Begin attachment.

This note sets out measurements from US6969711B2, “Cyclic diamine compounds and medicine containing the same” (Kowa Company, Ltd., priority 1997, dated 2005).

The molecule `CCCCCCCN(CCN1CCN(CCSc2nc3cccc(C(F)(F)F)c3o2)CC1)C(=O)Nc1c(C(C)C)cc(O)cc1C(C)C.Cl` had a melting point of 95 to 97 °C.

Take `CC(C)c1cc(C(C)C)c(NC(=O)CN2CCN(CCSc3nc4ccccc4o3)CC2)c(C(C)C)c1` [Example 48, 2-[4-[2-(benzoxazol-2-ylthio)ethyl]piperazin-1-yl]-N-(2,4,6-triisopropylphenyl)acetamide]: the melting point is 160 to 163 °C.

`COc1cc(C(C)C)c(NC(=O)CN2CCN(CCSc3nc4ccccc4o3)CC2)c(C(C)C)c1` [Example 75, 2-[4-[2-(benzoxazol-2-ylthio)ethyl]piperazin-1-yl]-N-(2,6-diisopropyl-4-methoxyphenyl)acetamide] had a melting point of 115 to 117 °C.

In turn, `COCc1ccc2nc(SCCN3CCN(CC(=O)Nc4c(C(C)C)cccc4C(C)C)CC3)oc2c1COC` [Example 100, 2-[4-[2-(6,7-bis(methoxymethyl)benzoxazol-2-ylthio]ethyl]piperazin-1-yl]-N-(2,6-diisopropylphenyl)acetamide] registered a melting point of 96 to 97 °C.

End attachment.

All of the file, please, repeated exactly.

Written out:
This note sets out measurements from US6969711B2, “Cyclic diamine compounds and medicine containing the same” (Kowa Company, Ltd., priority 1997, dated 2005).

The molecule `CCCCCCCN(CCN1CCN(CCSc2nc3cccc(C(F)(F)F)c3o2)CC1)C(=O)Nc1c(C(C)C)cc(O)cc1C(C)C.Cl` had a melting point of 95 to 97 °C.

Take `CC(C)c1cc(C(C)C)c(NC(=O)CN2CCN(CCSc3nc4ccccc4o3)CC2)c(C(C)C)c1` [Example 48, 2-[4-[2-(benzoxazol-2-ylthio)ethyl]piperazin-1-yl]-N-(2,4,6-triisopropylphenyl)acetamide]: the melting point is 160 to 163 °C.

`COc1cc(C(C)C)c(NC(=O)CN2CCN(CCSc3nc4ccccc4o3)CC2)c(C(C)C)c1` [Example 75, 2-[4-[2-(benzoxazol-2-ylthio)ethyl]piperazin-1-yl]-N-(2,6-diisopropyl-4-methoxyphenyl)acetamide] had a melting point of 115 to 117 °C.

In turn, `COCc1ccc2nc(SCCN3CCN(CC(=O)Nc4c(C(C)C)cccc4C(C)C)CC3)oc2c1COC` [Example 100, 2-[4-[2-(6,7-bis(methoxymethyl)benzoxazol-2-ylthio]ethyl]piperazin-1-yl]-N-(2,6-diisopropylphenyl)acetamide] registered a melting point of 96 to 97 °C.